January 13, 2004:
SHOULD HAVE KNOWN BETTER THAN TO TRUST THIS RATMay 7, 2007
We knew better, dammit. That's what's so galling.
We spotted Roger Clemens from eight miles away. We'd seen him pour kerosene all over his Boston exit, never once thanking fans who'd invested 13 years in him. We'd seen how he strong-armed his way out of Toronto.
We figured him for a phony, fingered him as a fraud. He wasn't going to be able to put his act over on us. Not on New York. We're too savvy, too smart. We saw him for what he was: a disingenuous double-talker who spoke poetically about wearing pinstripes but sure seemed a lot sweeter on George Steinbrenner's checkbook. You were slow to accept him, slower to embrace him.
"I want to be a Yankee for life," Clemens declared, in March of 1999. "I want to retire a Yankee," Clemens insisted, in April of 2000. "I want to go in the Hall of Fame as a Yankee," he swore in June of 2003.
And you know what? We fell for it. Fans. Sportswriters. Yankee brass. ...
Look, Clemens did nothing illegal by deciding to end his retirement after 78 days. He wants one more summer in the sun with his pal, Andy Pettitte? Hey, you can do worse than work every fifth day for $5 million. Godspeed, Rocket. Have a plate of brisket on us.
But we'd better not ever hear him pipe up about the pinstripes tattooed on his soul anymore, OK? We'd better not ever listen to his dream of making the Hall of Fame as a Yankee. That's over. That's done.
"Somebody told me there are some people who don't have a hat on [on their plaques]," Clemens told us last June, "but that would be disrespectful to Mr. Steinbrenner, who gave me the opportunity to continue my career, to achieve these goals and become a true Hall of Famer."
He can officially spare us this tripe from now on. ...
Clemens is one of the most shameless athletes of all time ... Let him go. Let him go home. Let him try to figure out the National League, and let the fans of Houston fall prey to his wicked charms. We're done. We've been there. ...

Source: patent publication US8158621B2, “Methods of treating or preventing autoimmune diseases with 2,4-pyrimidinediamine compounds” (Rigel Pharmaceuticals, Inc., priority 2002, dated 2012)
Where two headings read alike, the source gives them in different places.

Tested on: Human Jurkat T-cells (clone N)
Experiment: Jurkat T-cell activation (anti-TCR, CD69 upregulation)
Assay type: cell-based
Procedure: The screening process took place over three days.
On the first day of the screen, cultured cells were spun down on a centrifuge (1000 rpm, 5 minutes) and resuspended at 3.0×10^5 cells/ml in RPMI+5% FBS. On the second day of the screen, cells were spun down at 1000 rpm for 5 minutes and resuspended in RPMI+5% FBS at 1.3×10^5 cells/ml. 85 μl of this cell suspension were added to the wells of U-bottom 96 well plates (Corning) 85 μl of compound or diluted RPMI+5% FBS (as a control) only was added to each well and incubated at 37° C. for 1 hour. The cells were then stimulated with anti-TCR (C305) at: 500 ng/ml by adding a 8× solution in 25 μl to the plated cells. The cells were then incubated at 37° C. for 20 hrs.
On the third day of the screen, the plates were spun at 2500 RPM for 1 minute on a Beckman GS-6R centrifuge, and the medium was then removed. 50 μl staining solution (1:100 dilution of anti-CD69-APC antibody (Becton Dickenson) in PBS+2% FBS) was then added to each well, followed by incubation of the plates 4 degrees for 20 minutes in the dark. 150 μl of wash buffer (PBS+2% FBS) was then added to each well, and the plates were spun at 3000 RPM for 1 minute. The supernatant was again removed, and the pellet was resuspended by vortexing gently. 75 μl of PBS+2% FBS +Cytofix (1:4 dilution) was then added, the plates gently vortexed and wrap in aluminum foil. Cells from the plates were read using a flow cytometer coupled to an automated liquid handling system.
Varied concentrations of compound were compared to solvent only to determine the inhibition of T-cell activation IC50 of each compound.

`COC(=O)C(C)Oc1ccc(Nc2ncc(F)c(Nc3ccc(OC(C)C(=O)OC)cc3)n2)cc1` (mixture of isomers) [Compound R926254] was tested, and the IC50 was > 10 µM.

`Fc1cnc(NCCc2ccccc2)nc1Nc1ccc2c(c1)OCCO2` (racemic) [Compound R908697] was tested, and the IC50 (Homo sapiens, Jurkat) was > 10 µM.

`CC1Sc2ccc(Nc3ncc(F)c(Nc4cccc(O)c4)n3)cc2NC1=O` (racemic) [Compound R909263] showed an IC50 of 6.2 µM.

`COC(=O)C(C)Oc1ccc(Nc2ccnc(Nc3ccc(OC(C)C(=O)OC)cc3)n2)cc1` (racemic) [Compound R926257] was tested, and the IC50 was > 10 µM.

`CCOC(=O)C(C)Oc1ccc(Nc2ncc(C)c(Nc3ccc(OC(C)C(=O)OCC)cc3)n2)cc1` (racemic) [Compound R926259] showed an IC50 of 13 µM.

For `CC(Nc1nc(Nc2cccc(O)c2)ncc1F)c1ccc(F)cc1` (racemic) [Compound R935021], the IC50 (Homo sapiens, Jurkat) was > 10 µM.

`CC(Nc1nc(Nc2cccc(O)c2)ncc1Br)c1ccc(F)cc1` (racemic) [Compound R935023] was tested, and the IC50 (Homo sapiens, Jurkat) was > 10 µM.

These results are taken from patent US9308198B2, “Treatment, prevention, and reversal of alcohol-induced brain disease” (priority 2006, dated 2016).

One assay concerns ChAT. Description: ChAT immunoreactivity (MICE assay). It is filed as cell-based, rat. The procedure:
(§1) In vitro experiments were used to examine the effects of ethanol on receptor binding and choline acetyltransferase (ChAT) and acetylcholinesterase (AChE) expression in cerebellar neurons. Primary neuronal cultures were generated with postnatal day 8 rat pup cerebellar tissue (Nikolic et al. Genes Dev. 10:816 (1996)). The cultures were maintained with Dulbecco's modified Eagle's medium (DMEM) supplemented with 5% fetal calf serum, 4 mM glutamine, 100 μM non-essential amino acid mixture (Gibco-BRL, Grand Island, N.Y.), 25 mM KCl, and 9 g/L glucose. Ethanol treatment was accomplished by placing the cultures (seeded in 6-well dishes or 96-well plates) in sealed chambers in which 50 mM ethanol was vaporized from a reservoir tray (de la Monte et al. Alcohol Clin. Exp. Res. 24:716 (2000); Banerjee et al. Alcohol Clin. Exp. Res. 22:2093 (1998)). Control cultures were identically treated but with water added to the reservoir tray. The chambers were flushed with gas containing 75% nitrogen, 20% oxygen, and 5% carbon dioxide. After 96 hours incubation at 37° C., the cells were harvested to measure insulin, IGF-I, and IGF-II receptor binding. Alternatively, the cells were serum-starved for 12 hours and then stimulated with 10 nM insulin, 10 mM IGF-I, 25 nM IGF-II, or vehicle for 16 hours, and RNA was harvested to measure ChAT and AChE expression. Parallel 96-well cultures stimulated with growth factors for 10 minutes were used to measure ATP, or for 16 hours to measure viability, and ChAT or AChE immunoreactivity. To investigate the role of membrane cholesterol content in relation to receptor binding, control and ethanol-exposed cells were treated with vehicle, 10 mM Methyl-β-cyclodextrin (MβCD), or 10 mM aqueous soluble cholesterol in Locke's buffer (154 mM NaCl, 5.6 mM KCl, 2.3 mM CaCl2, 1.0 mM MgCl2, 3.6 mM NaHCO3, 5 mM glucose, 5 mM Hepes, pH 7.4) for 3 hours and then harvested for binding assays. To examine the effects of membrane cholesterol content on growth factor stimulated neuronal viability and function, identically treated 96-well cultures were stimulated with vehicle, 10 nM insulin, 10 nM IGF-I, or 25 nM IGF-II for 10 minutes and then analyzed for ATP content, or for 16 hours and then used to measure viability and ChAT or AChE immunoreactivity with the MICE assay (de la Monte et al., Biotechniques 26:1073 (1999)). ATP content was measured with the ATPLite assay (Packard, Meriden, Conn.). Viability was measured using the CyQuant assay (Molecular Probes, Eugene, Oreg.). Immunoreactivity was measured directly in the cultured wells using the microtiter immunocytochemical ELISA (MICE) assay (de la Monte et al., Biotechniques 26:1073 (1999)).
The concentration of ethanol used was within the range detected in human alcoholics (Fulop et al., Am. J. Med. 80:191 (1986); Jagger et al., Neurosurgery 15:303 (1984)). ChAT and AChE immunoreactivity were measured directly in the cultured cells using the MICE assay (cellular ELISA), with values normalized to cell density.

"I played 20 years, they aren't going tell me what hat I'm wearing on my plaque," Clemens had said in June. "There might be a vacant seat there if they do."
Just like the 56,000 vacant seats that would accompany any Roger Clemens Day at Yankee Stadium. He wants to come back? He can buy a ticket. Just like any other Texas tourist.
You don't always get the chance to redeem yourself this way, but that's the opportunity Roger Clemens has now. He can make things right in a place where he badly needs to make things right. He can rectify his place of prominence in the Yankees firmament. And maybe earn that Yankees cap he swears he wants to wear into Cooperstown. ...
This is a different team Clemens joins this time around. He is no carpet-bagger anymore, rolling his dice with a shoo-in favorite.
May 8, 2007So, Mike, he's not a greedy gasbag anymore? You seemed pretty sure about it three years ago. What happened to make you forget the tripe and embrace the Rat?
HOW ABOUT THAT! A POP-QUIZ AS YOU PREPARE FOR THE RETURN OF ROGER
Well, we have about a month to re-calibrate ourselves, to get ready for All Things Rocket, to re-familiarize ourselves with those wonderfully kooky Elton John lyrics ("Mars ain't the kind of place to raise your kids. In fact it's cold as hell ...) that'll accompany his weekly marches to the mound. ...
We have a month to allow Yankees fans to painstakingly remember how to love this merciless mercenary again, at precisely the point when they’d written him off as another greedy gasbag.
To help hasten the process, let's offer up a quick primer, a little nine-inning quiz to see exactly where you are in terms of your Rocket-Readiness. Eyes on your own paper.